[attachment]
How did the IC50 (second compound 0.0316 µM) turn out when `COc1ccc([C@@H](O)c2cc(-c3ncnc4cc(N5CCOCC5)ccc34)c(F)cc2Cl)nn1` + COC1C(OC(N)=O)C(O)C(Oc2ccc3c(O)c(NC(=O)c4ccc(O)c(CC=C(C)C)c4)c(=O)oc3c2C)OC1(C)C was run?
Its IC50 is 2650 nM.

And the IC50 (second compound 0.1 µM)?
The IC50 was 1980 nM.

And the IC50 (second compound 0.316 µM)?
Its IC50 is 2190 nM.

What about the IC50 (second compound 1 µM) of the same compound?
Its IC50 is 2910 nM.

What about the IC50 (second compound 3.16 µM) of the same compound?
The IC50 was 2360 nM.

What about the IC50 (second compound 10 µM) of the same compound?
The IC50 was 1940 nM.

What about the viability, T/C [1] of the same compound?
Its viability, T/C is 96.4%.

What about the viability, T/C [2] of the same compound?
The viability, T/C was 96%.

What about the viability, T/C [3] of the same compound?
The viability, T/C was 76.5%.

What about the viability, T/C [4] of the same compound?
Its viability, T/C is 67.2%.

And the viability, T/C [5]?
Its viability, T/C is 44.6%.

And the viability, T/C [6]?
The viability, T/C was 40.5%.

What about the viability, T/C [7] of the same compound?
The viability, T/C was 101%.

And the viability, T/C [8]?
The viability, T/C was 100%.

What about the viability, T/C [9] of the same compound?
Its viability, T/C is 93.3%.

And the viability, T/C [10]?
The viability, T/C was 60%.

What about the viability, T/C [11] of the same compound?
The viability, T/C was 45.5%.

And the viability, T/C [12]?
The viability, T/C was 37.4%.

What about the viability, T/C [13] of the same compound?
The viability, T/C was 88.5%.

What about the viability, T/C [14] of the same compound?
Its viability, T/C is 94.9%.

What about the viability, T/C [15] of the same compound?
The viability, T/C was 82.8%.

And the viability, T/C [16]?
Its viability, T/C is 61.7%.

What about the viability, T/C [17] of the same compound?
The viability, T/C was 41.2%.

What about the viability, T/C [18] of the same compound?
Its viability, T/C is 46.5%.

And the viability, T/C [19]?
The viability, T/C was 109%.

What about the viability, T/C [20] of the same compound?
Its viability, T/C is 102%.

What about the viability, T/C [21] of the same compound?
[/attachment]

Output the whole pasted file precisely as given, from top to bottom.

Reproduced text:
How did the IC50 (second compound 0.0316 µM) turn out when `COc1ccc([C@@H](O)c2cc(-c3ncnc4cc(N5CCOCC5)ccc34)c(F)cc2Cl)nn1` + COC1C(OC(N)=O)C(O)C(Oc2ccc3c(O)c(NC(=O)c4ccc(O)c(CC=C(C)C)c4)c(=O)oc3c2C)OC1(C)C was run?
Its IC50 is 2650 nM.

And the IC50 (second compound 0.1 µM)?
The IC50 was 1980 nM.

And the IC50 (second compound 0.316 µM)?
Its IC50 is 2190 nM.

What about the IC50 (second compound 1 µM) of the same compound?
Its IC50 is 2910 nM.

What about the IC50 (second compound 3.16 µM) of the same compound?
The IC50 was 2360 nM.

What about the IC50 (second compound 10 µM) of the same compound?
The IC50 was 1940 nM.

What about the viability, T/C [1] of the same compound?
Its viability, T/C is 96.4%.

What about the viability, T/C [2] of the same compound?
The viability, T/C was 96%.

What about the viability, T/C [3] of the same compound?
The viability, T/C was 76.5%.

What about the viability, T/C [4] of the same compound?
Its viability, T/C is 67.2%.

And the viability, T/C [5]?
Its viability, T/C is 44.6%.

And the viability, T/C [6]?
The viability, T/C was 40.5%.

What about the viability, T/C [7] of the same compound?
The viability, T/C was 101%.

And the viability, T/C [8]?
The viability, T/C was 100%.

What about the viability, T/C [9] of the same compound?
Its viability, T/C is 93.3%.

And the viability, T/C [10]?
The viability, T/C was 60%.

What about the viability, T/C [11] of the same compound?
The viability, T/C was 45.5%.

And the viability, T/C [12]?
The viability, T/C was 37.4%.

What about the viability, T/C [13] of the same compound?
The viability, T/C was 88.5%.

What about the viability, T/C [14] of the same compound?
Its viability, T/C is 94.9%.

What about the viability, T/C [15] of the same compound?
The viability, T/C was 82.8%.

And the viability, T/C [16]?
Its viability, T/C is 61.7%.

What about the viability, T/C [17] of the same compound?
The viability, T/C was 41.2%.

What about the viability, T/C [18] of the same compound?
Its viability, T/C is 46.5%.

And the viability, T/C [19]?
The viability, T/C was 109%.

What about the viability, T/C [20] of the same compound?
Its viability, T/C is 102%.

What about the viability, T/C [21] of the same compound?